On October 19 the Latvians repulsed German attempts to cross the Daugava upstream. Stopped in the east, the Germans turned west and occupied most of Courland. On October 31 the Rossbach Freikorps left Germany without permission and marched to Latvia. It arrived on November 11, just in time to save Bermondt’s army from total defeat.
The major Latvian counterattack began on November 3 along the seashore with artillery support from the Allied ships. On November 10 the Latvians turned southeast. They liberated the suburbs of Rīga on the west bank of Daugava on November 11 . By November 16 the Latvians threatened to encircle the German headquarters at Jelgava. The fighting was bitter on both sides: prisoners were rarely taken; the Germans left behind them a scorched earth; they carried away everything portable and torched the rest.
Bermondt resigned from the command of his West Russian Army on November 16 . On November 17 the Iron Division and the German Legion formally requested to be taken back into the German army. The Lithuanians were skirmishing with the German troops [page 62] on their territory and thus were threatening the German rear. Von der Goltz’s successor von Eberhardt arrived in Jelgava on November 17 and ordered a German counterattack against Latvians to improve the German position before offering an armistice. A Baltic Interallied Military Mission, headed by the French General Niessel, was on its way to examine the situation. However, by now the Latvians were growing tired of Allied Missions which urged them to fight the Reds but did nothing to stop the German atrocities. Only Allied interference had saved the German forces from annihilation after the battle of Cēsis. Despite American President Wilson’s program of Fourteen Points which appeared to imply that all nations are entitled to self-determination, the peace conference in Paris had shown only sporadic sympathy for the nations trying to liberate themselves from the Russian prison of nations. They seemed to be more concerned with who is going to pay Russia’s debts to the Allies if the Reds prevail or if Russia is broken up into small nations. Consequently, when the German counterattack failed, and when the Latvians threatened to surround the Germans at Jelgava, and when Eberhardt offered an armistice on November 18 (ignored by the Latvians), and when Niessel’s Mission did arrive, then Ulmanis became conveniently ill and would not receive the Mission, and Balodis was in the front lines fighting the Reds. Ulmanis’ government severed diplomatic relations with Germany on November 26 and declared a state of war. The Latvian forces pursued the defeated Germans into Lithuania. The last skirmishes took place there on November 30 . In the words of the historian Oliver Warner , “but for Allied intervention, it is possible that the jubilant Letts would have advanced upon East Prussia; that, at least, was a humiliation von der Goltz was spared.” The Allies did interfere. Niessel’s Mission requested Balodis to hold back his troops. Admiral Cowan protested to the British Admiralty that such a request was madness. It gave the Germans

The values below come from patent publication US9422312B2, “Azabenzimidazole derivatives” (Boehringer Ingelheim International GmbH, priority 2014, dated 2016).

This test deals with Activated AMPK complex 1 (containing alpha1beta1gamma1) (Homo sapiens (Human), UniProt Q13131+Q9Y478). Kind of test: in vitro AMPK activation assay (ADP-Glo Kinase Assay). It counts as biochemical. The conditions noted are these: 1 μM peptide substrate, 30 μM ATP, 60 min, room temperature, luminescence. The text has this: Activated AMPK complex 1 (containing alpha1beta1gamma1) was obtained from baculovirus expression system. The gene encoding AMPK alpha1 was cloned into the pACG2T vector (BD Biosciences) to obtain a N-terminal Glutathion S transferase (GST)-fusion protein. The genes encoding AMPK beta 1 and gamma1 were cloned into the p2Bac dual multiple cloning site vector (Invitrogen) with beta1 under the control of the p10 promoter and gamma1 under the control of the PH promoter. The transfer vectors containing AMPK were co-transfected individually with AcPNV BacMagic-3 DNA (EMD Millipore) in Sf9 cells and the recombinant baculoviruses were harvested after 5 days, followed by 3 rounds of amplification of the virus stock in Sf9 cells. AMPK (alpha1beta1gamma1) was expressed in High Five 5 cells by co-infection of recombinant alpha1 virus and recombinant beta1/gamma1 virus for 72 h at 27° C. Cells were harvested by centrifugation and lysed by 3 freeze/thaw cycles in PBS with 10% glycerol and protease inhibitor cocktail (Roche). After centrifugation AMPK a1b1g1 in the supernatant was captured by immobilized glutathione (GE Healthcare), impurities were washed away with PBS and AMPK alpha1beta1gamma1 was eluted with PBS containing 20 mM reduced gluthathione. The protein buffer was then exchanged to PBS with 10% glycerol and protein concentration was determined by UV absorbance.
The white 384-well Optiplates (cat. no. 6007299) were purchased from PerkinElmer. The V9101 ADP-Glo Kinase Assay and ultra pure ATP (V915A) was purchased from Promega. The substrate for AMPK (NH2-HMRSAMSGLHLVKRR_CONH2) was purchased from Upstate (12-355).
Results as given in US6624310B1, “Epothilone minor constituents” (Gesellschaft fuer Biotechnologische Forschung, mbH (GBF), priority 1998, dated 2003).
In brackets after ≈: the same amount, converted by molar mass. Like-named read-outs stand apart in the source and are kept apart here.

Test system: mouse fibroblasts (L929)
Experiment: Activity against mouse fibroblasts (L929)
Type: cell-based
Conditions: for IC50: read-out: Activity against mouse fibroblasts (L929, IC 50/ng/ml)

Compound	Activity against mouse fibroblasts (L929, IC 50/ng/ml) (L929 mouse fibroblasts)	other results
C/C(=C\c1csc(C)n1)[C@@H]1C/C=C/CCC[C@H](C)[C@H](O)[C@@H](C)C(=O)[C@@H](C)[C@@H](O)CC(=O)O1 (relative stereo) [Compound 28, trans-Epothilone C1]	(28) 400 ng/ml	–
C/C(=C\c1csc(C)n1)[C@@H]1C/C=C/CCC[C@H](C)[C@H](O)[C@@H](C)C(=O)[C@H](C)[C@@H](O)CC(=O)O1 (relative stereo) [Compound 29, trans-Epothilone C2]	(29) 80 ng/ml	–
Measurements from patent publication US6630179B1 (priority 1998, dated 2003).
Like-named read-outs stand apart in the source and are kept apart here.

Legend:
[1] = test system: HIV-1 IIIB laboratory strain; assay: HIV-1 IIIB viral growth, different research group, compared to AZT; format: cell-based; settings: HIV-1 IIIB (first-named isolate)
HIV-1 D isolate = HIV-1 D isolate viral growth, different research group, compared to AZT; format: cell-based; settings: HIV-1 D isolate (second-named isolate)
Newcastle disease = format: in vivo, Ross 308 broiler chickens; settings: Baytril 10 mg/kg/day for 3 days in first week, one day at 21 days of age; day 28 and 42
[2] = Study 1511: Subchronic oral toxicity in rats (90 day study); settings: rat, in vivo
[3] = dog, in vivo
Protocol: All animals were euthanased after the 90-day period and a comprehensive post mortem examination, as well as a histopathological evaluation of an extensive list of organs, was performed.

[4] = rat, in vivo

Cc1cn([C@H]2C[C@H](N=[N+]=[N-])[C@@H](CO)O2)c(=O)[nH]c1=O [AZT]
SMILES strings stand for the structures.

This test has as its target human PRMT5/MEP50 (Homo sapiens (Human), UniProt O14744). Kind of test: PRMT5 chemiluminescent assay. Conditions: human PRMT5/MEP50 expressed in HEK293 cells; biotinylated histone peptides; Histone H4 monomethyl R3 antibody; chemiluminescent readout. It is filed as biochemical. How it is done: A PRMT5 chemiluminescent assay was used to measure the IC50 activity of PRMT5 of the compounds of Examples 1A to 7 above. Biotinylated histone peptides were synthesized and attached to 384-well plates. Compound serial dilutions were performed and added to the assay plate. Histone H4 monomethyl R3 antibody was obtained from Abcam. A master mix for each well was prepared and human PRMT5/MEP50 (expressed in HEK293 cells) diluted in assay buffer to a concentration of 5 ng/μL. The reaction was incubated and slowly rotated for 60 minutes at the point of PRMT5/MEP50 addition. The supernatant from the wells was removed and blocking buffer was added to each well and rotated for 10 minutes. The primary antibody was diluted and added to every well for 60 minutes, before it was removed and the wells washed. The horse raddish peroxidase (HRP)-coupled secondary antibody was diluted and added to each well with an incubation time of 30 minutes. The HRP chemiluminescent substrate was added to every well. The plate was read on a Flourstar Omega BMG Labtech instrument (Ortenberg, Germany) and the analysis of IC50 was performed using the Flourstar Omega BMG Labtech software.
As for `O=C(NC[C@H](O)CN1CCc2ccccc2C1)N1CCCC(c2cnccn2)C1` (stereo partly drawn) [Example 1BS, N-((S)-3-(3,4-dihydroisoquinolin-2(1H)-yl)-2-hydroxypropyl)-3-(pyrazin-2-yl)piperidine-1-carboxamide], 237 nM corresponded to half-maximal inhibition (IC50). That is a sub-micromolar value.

It gave the Germans time to transport their loot to Prussia so that Courland was utterly devastated while Prussia was teeming with livestock.
The last of the German troops crossed the frontier of Germany on December 13. The embittered German veterans of the Baltic campaign (called “Baltikumers” in Germany) took part in an attempted overthrow of the German government in March of 1920 (called the “Kapp Putsch”) which did not succeed. This failure [page 63] disillusioned the Baltikumers even more, and most of them eventually joined Hitler’s movement, blaming the Weimar government for all their defeats .
This was only an excerpt. The full account contains additional information from participants.